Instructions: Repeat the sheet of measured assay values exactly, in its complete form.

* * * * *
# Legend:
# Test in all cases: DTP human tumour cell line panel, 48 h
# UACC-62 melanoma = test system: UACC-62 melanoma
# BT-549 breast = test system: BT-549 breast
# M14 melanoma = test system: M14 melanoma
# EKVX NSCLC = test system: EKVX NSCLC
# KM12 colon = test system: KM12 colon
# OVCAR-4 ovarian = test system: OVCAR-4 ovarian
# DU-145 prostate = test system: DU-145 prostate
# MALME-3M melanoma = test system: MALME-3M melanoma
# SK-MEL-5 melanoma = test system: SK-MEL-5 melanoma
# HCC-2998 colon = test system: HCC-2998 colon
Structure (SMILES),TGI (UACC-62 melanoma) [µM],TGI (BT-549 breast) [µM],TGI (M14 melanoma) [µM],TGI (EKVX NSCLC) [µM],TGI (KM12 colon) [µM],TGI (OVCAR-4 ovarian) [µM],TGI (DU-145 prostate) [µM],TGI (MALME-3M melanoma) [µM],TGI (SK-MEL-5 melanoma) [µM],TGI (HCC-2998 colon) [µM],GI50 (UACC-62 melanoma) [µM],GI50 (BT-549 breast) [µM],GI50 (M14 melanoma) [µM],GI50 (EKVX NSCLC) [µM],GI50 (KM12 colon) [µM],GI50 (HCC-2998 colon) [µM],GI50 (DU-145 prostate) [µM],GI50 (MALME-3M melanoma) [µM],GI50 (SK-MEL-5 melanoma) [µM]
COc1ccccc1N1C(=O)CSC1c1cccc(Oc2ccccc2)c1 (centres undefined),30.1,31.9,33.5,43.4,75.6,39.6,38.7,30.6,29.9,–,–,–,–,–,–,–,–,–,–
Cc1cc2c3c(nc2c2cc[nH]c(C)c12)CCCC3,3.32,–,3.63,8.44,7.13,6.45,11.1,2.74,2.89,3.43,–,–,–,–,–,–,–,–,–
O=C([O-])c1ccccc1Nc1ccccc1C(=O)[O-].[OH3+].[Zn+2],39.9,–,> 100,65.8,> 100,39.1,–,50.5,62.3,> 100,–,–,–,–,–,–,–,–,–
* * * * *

# Legend:
# Test in all cases: DTP human tumour cell line panel, 48 h
# UACC-62 melanoma = test system: UACC-62 melanoma
# BT-549 breast = test system: BT-549 breast
# M14 melanoma = test system: M14 melanoma
# EKVX NSCLC = test system: EKVX NSCLC
# KM12 colon = test system: KM12 colon
# OVCAR-4 ovarian = test system: OVCAR-4 ovarian
# DU-145 prostate = test system: DU-145 prostate
# MALME-3M melanoma = test system: MALME-3M melanoma
# SK-MEL-5 melanoma = test system: SK-MEL-5 melanoma
# HCC-2998 colon = test system: HCC-2998 colon
Structure (SMILES),TGI (UACC-62 melanoma) [µM],TGI (BT-549 breast) [µM],TGI (M14 melanoma) [µM],TGI (EKVX NSCLC) [µM],TGI (KM12 colon) [µM],TGI (OVCAR-4 ovarian) [µM],TGI (DU-145 prostate) [µM],TGI (MALME-3M melanoma) [µM],TGI (SK-MEL-5 melanoma) [µM],TGI (HCC-2998 colon) [µM],GI50 (UACC-62 melanoma) [µM],GI50 (BT-549 breast) [µM],GI50 (M14 melanoma) [µM],GI50 (EKVX NSCLC) [µM],GI50 (KM12 colon) [µM],GI50 (HCC-2998 colon) [µM],GI50 (DU-145 prostate) [µM],GI50 (MALME-3M melanoma) [µM],GI50 (SK-MEL-5 melanoma) [µM]
COc1ccccc1N1C(=O)CSC1c1cccc(Oc2ccccc2)c1 (centres undefined),30.1,31.9,33.5,43.4,75.6,39.6,38.7,30.6,29.9,–,–,–,–,–,–,–,–,–,–
Cc1cc2c3c(nc2c2cc[nH]c(C)c12)CCCC3,3.32,–,3.63,8.44,7.13,6.45,11.1,2.74,2.89,3.43,–,–,–,–,–,–,–,–,–
O=C([O-])c1ccccc1Nc1ccccc1C(=O)[O-].[OH3+].[Zn+2],39.9,–,> 100,65.8,> 100,39.1,–,50.5,62.3,> 100,–,–,–,–,–,–,–,–,–